Fund officials: Rejecting new staffers may hamper growth

Pat Forgey

JUNEAU -- Shortsighted budget decisions may limit the Alaska Permanent Fund's growth, the fund's board of trustees was warned Thursday.

Earnings from the fund provide revenue for annual dividends to Alaskans while inflation-proofing the fund to ensure it is actually permanent. But the Alaska Legislature, for the second year in a row, did not provide additional staff to manage the $51 billion fund.

In the state's fiscal year 2015 budget, the corporation sought four additional staffers, a request that was rejected. The same thing happened in the 2014 budget.

"Unfortunately, the denials of those positions are going to put limits on what our staff is able to do to grow the portfolio," said Laura Achee, the corporation's director of communications and administration.

The Juneau-based corporation has about 40 employees, Achee said.

Two investment officers sought

New positions sought this year would have included two investment officers, one focused on real estate and the other on private equity.

The Permanent Fund currently has about $5.5 billion in real estate holdings to oversee, including such premier properties as Tyson's Corner Center in the Washington, D.C., area. Looking for more investment opportunities and more diversification, Alaska has recently been looking at property in Europe as well.

But that's a time-consuming process, with Rosemarie Duran, the director of real estate investments, having to travel to Europe to view properties and meet local representatives.

"Especially for real estate, with the fact that they're already at capacity and expanding into overseas investing, it's going to be difficult," Achee said.

Another investment officer position would have worked with private equity, investments in companies not publicly traded that are typically done through hedge funds. The Permanent Fund currently has $2.5 billion invested in private markets but such deals take time to review, trustees were told.

"If they'd had more support they could have expanded the number of deals they could review," Achee said. "They're ... at capacity."

Increasingly tight budgets

Additional accounting and risk management positions would have supported the work done by the real estate and private equity investment managers, she said.

Other budget requests rejected included an appropriation for travel, for new computer systems and for new workstations.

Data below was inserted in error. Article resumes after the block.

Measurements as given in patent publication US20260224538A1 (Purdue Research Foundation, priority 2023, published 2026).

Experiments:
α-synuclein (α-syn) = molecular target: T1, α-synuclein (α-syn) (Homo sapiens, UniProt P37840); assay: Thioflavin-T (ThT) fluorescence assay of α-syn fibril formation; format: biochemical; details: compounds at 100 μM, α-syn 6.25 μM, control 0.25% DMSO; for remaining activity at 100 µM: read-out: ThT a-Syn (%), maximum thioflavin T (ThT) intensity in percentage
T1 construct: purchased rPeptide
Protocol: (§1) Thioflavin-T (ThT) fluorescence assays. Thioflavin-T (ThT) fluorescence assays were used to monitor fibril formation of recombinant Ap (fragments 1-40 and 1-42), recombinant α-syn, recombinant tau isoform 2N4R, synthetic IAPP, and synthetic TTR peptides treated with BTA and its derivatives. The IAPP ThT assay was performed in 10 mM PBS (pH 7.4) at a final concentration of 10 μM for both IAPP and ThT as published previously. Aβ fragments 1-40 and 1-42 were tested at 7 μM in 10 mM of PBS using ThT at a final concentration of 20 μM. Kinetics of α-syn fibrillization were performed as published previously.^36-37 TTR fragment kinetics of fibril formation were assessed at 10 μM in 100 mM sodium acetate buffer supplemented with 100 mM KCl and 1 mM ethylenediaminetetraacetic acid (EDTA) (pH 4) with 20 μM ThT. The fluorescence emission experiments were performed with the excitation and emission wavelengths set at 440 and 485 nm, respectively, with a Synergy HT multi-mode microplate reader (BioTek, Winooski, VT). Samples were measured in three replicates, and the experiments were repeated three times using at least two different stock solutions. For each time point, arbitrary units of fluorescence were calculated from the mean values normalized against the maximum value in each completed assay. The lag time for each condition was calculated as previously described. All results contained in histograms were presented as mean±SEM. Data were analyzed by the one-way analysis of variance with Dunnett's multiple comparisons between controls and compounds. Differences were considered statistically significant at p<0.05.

A single budget increase was approved, for outside management fees, investment consultants and legal services. What's needed, Achee said, is staff to oversee those outside consultants.

Department of Revenue Commissioner Angela Rodell, who also serves as a trustee, said she understands the difficulty of winning needed budget increases and deals with that issue with her own department.

State officials are predicting years of budget deficits, and Rodell warned the trustees it was going to be increasingly difficult to gain approval for new staff.

Other departments had to actually reduce budgets, Rodell said.

"I can tell you that my own sense of where the state is going, and the governor's 10-year plan holding the line on the operating budget and stuff is going to directly affect head count," Rodell said.

Fund Executive Director Mike Burns warned that the problem isn't necessarily with the Legislature. Budget requests first must get through Gov. Sean Parnell's Office of Management and Budget.

Legislators, he said, are unlikely to add money to an agency request that wasn't supported by the governor.

Fund operations: $11.9 million

"The Permanent Fund Corporation did get three new positions in FY2013 and I fully expect we will continue to have the discussion with them about the balance between contracted management and in-house staff," she said.

Achee said the corporation already contracts for much work but there's a limit on how much of that can be done.

The trustees Thursday adopted a budget that included 6 percent pay raises for staff, including a 1 percent cost of living increase for most state employees and a 5 percent increase that comes from adopting the state salary system's geographic differential.

The trustees also met in executive session to evaluate Burns, and gave him the equivalent 6 percent increase.

Achee said the geographic differential that the corporation voted to adopt will give Permanent Fund employees the equivalent to what other state employees who work in Juneau received last year.

The budget for Permanent Fund operations is about $11.9 million next year, with personnel making up more than half of that.

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